ORCHESTRA

'Peter Grimes' outdoor premiere at Benjamin Britten's home beach

Title photo: CinegiArtsFilm

Despite reports that Benjamin Britten paced nervously at the back of the Sadler’s Wells Theatre when Peter Grimes first performed, this work turned out to be the greatest English opera ever written. It's a story of a lonely fisherman who was both cantankerous and misunderstood.

Having left war-struck Britain in 1939, Britten stumbled upon George Crabbe’s poem The Borough in a secondhand bookshop in Los Angeles, and started transforming it into his second opera. By way of contrast to the vocal recitals, four orchestral interludes pepper the score which led Britten to the decision that these interludes should be released as stand-alones. The instrumental pieces have arguably become more popular than the opera itself as the Four Sea Interludes cycle that contains Dawn, Sunday Morning, Moonlight, and finally the Storm.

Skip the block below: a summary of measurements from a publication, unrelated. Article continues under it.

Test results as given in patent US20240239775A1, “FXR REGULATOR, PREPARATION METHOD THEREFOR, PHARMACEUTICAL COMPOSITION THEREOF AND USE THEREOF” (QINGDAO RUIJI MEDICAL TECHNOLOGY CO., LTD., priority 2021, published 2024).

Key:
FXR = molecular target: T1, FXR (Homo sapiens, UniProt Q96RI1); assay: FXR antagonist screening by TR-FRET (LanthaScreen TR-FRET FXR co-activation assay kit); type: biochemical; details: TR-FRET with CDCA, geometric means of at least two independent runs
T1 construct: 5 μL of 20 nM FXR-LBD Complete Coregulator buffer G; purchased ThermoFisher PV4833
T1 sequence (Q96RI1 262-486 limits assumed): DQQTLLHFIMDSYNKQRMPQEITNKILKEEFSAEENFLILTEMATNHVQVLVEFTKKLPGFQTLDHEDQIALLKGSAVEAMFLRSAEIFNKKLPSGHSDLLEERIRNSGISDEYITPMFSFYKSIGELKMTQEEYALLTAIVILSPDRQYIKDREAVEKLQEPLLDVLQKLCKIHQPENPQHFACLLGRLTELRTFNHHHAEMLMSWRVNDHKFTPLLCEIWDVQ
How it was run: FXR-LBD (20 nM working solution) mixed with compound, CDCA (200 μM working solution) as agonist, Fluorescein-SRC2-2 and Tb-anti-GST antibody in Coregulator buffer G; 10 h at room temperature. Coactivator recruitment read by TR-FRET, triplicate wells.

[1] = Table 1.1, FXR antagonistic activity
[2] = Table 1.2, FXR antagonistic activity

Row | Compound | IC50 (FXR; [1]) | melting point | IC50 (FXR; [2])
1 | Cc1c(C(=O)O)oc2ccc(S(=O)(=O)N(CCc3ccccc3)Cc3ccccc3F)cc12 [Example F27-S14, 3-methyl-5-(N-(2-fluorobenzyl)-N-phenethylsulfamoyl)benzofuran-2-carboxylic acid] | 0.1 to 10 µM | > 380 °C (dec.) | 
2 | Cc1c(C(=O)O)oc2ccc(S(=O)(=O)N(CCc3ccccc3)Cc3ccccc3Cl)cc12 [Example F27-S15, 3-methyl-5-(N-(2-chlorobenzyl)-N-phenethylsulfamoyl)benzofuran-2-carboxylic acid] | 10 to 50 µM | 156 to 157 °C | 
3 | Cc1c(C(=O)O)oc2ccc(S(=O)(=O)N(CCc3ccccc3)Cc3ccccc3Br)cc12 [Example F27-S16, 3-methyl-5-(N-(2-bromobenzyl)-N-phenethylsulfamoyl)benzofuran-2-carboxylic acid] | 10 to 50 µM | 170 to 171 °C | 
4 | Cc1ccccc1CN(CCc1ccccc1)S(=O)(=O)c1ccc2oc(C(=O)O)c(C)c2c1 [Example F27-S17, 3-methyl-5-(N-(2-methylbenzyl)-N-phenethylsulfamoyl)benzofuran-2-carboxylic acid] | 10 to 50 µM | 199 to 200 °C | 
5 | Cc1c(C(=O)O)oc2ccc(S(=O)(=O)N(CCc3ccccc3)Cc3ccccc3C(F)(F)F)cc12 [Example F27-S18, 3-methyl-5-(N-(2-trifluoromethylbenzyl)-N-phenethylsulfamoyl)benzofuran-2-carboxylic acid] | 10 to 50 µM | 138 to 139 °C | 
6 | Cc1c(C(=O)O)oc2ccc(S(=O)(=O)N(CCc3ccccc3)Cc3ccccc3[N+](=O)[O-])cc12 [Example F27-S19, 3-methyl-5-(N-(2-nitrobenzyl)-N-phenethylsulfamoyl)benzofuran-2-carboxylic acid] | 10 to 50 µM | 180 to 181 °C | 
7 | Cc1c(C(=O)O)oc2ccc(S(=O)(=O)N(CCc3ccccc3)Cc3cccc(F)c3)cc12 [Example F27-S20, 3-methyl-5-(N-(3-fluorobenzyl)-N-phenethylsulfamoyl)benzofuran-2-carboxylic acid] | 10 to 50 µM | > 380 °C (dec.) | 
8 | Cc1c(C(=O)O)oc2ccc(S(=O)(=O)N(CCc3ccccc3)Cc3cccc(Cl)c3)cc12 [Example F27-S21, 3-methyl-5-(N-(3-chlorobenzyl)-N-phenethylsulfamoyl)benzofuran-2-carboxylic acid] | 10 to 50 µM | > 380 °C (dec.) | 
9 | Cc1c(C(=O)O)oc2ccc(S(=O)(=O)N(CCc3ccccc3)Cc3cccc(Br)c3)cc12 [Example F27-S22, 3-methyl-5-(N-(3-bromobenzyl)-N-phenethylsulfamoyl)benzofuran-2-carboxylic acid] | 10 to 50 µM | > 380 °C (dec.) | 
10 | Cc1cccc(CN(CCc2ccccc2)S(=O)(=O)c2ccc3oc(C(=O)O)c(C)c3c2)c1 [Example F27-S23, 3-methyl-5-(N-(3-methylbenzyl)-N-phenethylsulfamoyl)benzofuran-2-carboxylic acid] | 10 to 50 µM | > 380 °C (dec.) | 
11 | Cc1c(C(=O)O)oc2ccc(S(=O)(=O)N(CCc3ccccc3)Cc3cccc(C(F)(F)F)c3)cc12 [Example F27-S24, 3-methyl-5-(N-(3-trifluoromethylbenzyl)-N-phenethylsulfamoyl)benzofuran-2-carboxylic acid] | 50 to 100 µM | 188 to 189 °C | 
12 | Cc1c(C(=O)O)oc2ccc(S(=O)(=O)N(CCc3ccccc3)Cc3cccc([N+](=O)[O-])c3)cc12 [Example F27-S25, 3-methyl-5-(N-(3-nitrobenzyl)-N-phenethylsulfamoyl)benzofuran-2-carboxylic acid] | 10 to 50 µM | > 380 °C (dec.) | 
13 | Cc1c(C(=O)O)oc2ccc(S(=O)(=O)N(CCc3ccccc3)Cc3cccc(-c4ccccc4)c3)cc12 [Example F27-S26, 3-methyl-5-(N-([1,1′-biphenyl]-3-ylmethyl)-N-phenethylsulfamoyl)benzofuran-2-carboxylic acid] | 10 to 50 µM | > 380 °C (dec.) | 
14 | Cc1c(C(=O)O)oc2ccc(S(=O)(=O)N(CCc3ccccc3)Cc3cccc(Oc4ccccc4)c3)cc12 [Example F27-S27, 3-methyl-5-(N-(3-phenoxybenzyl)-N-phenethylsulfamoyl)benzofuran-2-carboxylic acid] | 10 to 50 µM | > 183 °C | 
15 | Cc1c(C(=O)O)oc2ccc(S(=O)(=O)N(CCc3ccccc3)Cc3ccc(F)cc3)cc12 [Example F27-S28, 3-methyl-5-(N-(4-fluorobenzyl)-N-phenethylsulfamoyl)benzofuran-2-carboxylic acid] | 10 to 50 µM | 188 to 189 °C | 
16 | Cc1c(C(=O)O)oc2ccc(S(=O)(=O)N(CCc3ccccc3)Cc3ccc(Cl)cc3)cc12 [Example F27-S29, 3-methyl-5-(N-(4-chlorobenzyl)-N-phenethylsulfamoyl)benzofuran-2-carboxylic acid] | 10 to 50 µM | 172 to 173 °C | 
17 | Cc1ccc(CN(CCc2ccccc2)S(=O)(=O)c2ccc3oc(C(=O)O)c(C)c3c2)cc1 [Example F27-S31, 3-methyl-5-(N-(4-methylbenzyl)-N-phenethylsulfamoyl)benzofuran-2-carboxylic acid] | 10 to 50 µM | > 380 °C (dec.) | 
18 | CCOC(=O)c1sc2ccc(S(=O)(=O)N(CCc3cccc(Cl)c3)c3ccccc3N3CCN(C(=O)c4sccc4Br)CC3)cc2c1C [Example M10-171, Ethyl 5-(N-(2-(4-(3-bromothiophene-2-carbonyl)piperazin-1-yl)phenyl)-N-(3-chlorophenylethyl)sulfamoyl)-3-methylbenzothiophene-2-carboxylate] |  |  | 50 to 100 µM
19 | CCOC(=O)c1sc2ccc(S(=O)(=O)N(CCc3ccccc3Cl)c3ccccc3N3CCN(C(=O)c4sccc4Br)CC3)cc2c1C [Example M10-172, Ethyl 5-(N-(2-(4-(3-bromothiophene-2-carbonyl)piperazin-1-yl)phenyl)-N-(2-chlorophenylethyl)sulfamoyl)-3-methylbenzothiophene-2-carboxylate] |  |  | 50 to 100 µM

Here is the BBC Philharmonic performing the Four Sea Interludes conducted by Edward Gardner:

After the war, Britten found his new home in Aldeburgh where he remained for the rest of his life, and where, ironically, Peter Grimes would never be staged until now, mainly due to the town—as well as the whole county of Suffolk—lacking a venue large enough to accommodate a performance.

So in the year of Britten's centenary, the centrepiece of the Aldeburgh festival is the production of Grimes directed by Tim Albery on a set designed by Leslie Travers that consists of dilapidated fishing boats and timbers built right at the water's edge on the town's pebble beach. The North Sea provides the backdrop to the performance while the audience can enjoy it from the sitting places impovised from various sea-themed paraphernalia.

Title photo: CinegiArtsFilm

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